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'No danger' from Ebola nurse

The hospital treating a British nurse who is in a critical condition after contracting Ebola has said there is "no danger" to staff or patients.

The Royal Free Hospital in north London revealed yesterday that Pauline Cafferkey's condition has deteriorated over the past few days as she is treated with an experimental antiviral drug.

Today it released a new statement insisting it is "open for business as normal" while it offers round-the-clock care for the 39-year-old.

It said: "The Royal Free London is currently treating a patient for the Ebola virus in a high level isolation unit.

"There is no danger to patients or staff during this time.

"The Royal Free Hospital is open for business as usual, with in-patient, out-patient and emergency care continuing as normal."

The Scottish public health nurse, who works at Blantyre Health Centre in South Lanarkshire, was part of a 30-strong team of medical volunteers deployed to Sierra Leone by the UK Government in November and had been working with Save the Children at the Ebola Treatment Centre in Kerry Town.

Prime Minister David Cameron said Ebola is the "uppermost thing" on his mind following news of Mrs Cafferkey's condition.

He told BBC1's Andrew Marr Show: "It's (Ebola) certainly the thing uppermost in my mind today with Pauline Cafferkey in hospital, and all of us are thinking of her and her family.

"And also how incredibly brave these people are, not only doctors and nurses from our NHS but also people from our armed forces who have been working in west Africa in very difficult conditions."

Mrs Cafferkey first raised concerns about her temperature when she returned to Heathrow Airport last Sunday, but despite undergoing seven temperature checks she was given the all-clear to fly to Glasgow where she lives.

The following morning she was diagnosed with Ebola and placed in isolation at Gartnavel Hospital campus in Glasgow before being flown south.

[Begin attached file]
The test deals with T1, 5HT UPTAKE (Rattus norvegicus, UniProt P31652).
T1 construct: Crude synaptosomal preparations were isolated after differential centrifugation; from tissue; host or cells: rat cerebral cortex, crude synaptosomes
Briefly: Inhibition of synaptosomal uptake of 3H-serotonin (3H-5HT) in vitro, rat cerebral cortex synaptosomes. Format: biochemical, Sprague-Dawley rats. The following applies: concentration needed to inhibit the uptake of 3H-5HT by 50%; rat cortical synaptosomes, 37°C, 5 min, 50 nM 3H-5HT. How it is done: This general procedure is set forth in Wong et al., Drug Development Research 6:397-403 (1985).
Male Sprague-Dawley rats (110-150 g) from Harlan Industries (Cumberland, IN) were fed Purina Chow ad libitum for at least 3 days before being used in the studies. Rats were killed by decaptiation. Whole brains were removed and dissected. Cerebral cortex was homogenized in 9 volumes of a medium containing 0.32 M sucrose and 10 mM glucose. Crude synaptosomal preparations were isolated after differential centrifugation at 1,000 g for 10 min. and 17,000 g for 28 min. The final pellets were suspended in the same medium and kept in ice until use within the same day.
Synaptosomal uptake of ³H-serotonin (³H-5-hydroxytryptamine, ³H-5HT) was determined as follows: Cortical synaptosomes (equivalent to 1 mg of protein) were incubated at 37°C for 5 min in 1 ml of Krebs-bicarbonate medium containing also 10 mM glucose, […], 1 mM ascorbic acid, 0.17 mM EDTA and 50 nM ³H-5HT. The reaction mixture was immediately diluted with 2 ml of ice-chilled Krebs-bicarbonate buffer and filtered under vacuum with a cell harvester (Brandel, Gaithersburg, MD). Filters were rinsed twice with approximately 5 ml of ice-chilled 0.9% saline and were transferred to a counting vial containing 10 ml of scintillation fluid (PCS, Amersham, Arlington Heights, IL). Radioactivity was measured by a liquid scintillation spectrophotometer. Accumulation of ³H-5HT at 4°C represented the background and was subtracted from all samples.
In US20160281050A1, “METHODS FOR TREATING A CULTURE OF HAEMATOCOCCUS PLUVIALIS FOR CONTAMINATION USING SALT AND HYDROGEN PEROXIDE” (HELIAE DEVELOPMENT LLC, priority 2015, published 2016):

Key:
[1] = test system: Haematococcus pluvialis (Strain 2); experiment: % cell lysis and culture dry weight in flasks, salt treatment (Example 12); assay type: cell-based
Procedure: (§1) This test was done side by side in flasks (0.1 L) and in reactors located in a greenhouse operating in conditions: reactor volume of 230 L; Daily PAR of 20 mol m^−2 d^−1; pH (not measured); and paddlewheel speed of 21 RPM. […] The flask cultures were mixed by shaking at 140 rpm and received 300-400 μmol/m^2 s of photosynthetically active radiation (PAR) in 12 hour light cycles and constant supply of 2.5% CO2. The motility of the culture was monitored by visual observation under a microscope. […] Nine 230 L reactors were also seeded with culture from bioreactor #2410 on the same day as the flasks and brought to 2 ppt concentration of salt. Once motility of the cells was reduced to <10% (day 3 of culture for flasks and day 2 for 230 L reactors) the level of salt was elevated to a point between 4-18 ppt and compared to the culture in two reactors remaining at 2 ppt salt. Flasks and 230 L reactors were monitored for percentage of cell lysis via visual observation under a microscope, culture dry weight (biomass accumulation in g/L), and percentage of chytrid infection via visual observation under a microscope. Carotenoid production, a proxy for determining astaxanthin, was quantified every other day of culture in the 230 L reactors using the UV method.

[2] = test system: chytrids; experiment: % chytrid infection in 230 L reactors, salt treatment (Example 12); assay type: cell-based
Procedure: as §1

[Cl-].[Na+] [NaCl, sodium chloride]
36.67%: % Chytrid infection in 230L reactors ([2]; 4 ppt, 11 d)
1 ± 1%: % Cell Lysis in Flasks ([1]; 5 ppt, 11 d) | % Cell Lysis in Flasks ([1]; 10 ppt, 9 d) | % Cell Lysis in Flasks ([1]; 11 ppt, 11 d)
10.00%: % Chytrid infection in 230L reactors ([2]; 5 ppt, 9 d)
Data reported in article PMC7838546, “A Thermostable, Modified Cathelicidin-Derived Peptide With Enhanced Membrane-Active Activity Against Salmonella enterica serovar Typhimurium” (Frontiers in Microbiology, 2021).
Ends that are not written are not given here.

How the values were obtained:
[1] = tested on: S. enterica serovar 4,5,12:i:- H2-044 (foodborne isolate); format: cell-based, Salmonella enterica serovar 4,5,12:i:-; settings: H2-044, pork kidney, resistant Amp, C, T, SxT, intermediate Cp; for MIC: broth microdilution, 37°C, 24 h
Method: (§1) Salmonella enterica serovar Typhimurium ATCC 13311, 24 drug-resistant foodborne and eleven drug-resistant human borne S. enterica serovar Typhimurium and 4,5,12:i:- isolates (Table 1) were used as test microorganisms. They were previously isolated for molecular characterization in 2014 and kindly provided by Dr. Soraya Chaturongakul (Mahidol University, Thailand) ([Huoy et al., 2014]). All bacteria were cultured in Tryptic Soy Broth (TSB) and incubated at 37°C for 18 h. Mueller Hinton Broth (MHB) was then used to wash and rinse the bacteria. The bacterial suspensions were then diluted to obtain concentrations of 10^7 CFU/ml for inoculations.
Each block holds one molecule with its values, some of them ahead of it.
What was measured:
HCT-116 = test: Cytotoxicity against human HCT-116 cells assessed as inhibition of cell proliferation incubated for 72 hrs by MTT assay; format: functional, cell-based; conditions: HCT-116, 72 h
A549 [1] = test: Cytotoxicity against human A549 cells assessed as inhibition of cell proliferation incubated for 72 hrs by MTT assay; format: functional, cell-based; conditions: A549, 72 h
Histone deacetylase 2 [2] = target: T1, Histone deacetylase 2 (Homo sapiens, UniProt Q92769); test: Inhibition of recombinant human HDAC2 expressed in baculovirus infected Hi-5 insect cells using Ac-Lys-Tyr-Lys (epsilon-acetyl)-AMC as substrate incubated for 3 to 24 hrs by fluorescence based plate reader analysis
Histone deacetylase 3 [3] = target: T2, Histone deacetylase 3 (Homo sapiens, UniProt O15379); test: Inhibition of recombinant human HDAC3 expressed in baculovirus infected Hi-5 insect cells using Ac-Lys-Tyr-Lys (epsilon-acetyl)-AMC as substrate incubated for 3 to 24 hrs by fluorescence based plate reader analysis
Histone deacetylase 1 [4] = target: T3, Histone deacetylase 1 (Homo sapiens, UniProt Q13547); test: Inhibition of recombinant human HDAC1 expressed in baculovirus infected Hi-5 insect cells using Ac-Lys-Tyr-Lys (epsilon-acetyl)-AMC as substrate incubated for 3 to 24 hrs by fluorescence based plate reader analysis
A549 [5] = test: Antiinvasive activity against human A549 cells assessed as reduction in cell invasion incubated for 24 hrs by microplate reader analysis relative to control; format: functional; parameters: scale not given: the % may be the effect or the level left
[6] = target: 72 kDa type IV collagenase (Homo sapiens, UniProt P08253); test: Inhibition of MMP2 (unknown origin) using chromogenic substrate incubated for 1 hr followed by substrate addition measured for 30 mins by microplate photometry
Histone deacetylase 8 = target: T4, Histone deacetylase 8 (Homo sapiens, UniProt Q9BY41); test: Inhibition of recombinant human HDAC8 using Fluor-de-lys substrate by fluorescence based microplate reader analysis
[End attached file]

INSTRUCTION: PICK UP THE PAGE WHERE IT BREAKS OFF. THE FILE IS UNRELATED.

The PM said he is listening to medical experts about whether a system of quarantine should be put in place for returning health workers.

He told BBC1's Andrew Marr Show: "It's (Ebola) certainly the thing uppermost in my mind today with Pauline Cafferkey in hospital, and all of us are thinking of her and her family.

"And also how incredibly brave these people are, not only doctors and nurses from our NHS but also people from our armed forces who have been working in west Africa in very difficult conditions."

Asked whether airport screening is failing, he said: "Her temperature was taken several times but then she was allowed to go on and travel to Scotland and what I have said very clearly is we should have a precautionary principle in place.

"If you are still in doubt, if there's uncertainty, there's proper arrangements for you to go to the Northwick Park Hospital in Middlesex to be observed and to have further tests there before going further.

"That is happening already, I am absolutely clear about that.

"If we need to change further, if the chief medical officer says we need a system of quarantine or anything like that, then we should put that in place.

"But it is important to listen to the medical experts and then make the decision."

The Government's chief medical officer, Dame Sally Davies, acknowledged last week that questions had been raised about the airport screening procedure for Ebola.

The Royal Free Hospital yesterday said in a brief statement: "The Royal Free London NHS Foundation Trust is sorry to announce that the condition of Pauline Cafferkey has gradually deteriorated over the past two days and is now critical."

Her sudden change in condition came after her doctor described her as sitting up, eating, drinking and communicating with her family on New Year's Day.

Dr Michael Jacobs warned that she faced a "critical" few days while she is treated with convalescent plasma taken from the blood of an Ebola survivor and an experimental antiviral drug which is "not proven to work".

She is the second Briton to test positive and the first to do so on UK soil after nurse William Pooley, 29, contracted Ebola while volunteering in Sierra Leone in August before getting the all-clear following treatment at the Royal Free Hospital.

The Royal Free Hospital, where Mrs Cafferkey has been treated since Tuesday, was unable to obtain ZMapp, the drug used to treat Mr Pooley, because "there is none in the world at the moment".

Speaking about Mrs Cafferkey's treatment, Dr Jacobs said on New Year's Day that there is not enough information to know if the experimental antiviral drugs will work.

Public Health England confirmed on Friday that all UK-based passengers and crew aboard the two flights taken by the nurse from Morocco and London have been contacted by medical authorities and given advice.

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